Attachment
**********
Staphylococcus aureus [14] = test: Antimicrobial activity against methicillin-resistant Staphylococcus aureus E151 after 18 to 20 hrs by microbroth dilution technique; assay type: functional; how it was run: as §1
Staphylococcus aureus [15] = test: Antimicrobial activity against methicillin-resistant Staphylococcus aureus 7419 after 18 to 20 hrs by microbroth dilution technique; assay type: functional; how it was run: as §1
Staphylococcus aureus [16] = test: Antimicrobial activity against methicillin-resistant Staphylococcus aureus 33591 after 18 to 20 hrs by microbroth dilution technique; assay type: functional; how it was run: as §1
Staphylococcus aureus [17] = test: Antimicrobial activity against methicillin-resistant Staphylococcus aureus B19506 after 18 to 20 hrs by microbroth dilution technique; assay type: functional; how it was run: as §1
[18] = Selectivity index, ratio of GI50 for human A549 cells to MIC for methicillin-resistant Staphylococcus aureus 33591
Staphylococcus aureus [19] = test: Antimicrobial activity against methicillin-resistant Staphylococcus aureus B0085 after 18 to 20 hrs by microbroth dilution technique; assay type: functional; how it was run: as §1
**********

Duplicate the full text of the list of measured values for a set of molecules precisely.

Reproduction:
Staphylococcus aureus [14] = test: Antimicrobial activity against methicillin-resistant Staphylococcus aureus E151 after 18 to 20 hrs by microbroth dilution technique; assay type: functional; how it was run: as §1
Staphylococcus aureus [15] = test: Antimicrobial activity against methicillin-resistant Staphylococcus aureus 7419 after 18 to 20 hrs by microbroth dilution technique; assay type: functional; how it was run: as §1
Staphylococcus aureus [16] = test: Antimicrobial activity against methicillin-resistant Staphylococcus aureus 33591 after 18 to 20 hrs by microbroth dilution technique; assay type: functional; how it was run: as §1
Staphylococcus aureus [17] = test: Antimicrobial activity against methicillin-resistant Staphylococcus aureus B19506 after 18 to 20 hrs by microbroth dilution technique; assay type: functional; how it was run: as §1
[18] = Selectivity index, ratio of GI50 for human A549 cells to MIC for methicillin-resistant Staphylococcus aureus 33591
Staphylococcus aureus [19] = test: Antimicrobial activity against methicillin-resistant Staphylococcus aureus B0085 after 18 to 20 hrs by microbroth dilution technique; assay type: functional; how it was run: as §1